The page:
Why not combine job placements and service learning with a summer course (for instance, in language and culture) and-or study at the partner institution, making the most out of this twofold experience?
A counter-argument might be that it is already difficult to find internships for local students – but more options could be opened up abroad for them via international partners to compensate for that. Also, internships could help to confront the frequent imbalance in student exchange-based study placements.
I cannot imagine that there are not already such forms of cooperation taking place and it would be interesting to receive some innovative examples in this area.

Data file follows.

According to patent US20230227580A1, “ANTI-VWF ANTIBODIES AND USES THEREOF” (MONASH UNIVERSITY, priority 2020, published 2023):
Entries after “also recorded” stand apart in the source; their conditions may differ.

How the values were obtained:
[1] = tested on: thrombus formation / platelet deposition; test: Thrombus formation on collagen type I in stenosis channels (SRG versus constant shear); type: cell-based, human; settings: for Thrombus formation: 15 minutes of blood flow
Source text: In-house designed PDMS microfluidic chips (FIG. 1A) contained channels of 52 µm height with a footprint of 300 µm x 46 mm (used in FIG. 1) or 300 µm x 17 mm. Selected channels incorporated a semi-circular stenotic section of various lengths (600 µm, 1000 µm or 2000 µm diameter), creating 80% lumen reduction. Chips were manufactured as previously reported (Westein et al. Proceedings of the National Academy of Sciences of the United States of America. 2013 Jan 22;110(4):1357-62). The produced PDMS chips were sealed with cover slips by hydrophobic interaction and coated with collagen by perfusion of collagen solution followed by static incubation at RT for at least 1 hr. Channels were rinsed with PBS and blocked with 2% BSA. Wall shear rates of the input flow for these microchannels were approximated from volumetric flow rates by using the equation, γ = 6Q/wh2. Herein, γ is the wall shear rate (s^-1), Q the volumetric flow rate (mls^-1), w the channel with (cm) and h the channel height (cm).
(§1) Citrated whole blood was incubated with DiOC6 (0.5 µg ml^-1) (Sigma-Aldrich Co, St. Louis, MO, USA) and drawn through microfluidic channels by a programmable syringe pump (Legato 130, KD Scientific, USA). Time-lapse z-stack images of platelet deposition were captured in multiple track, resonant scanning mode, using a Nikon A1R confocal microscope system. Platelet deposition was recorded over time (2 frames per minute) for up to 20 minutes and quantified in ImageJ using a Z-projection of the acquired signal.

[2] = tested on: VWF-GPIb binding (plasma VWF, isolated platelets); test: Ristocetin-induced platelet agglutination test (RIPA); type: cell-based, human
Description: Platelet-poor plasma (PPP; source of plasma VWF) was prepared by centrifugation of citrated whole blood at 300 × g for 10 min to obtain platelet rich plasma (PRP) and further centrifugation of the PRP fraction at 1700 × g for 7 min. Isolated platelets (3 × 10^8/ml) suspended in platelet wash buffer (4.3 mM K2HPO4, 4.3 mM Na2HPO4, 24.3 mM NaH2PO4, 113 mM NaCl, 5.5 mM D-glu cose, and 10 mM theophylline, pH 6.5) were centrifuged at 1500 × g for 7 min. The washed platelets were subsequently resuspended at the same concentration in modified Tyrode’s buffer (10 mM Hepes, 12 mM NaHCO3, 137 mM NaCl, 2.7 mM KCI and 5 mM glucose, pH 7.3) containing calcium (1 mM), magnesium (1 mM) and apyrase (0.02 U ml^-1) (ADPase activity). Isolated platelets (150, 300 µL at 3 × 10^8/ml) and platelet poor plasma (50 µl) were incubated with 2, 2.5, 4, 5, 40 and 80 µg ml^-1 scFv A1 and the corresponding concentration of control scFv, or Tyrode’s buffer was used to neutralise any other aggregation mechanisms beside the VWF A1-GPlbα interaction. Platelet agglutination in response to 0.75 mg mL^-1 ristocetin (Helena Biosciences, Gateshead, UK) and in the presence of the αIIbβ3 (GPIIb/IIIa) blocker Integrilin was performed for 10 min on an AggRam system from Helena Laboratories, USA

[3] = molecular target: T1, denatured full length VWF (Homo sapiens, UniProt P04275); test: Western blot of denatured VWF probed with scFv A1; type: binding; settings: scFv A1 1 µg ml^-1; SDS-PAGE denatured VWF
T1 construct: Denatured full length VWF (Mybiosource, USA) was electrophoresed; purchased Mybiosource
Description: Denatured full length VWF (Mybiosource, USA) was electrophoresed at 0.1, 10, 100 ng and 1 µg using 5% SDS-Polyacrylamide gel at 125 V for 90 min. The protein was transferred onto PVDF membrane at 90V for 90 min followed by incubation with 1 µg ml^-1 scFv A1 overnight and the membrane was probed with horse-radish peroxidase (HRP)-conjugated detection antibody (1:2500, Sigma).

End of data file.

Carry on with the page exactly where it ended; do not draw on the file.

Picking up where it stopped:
I have always found it surprising how little attention is given to service learning and in particular job placements as part of international learning experiences for students.
When we speak so frequently nowadays about global citizenship and global professional development, these two strategies are more important than ever.
* Hans de Wit is director of the Centre for Higher Education Internationalisation, CHEI, at the Università Cattolica del Sacro Cuore in Milan, Italy; professor of internationalisation of higher education at Amsterdam University of Applied Sciences in The Netherlands; and research associate at Nelson Mandela Metropolitan University in Port Elizabeth, South Africa. Email: firstname.lastname@example.org.
This would also make studying (working) abroad within Europe more appealing to non-European students. The only issue is finding international English-speaking work placements. There are only so many of those...unless everyone travels to English-speaking countries.
Simone Hackett on the University World News Facebook page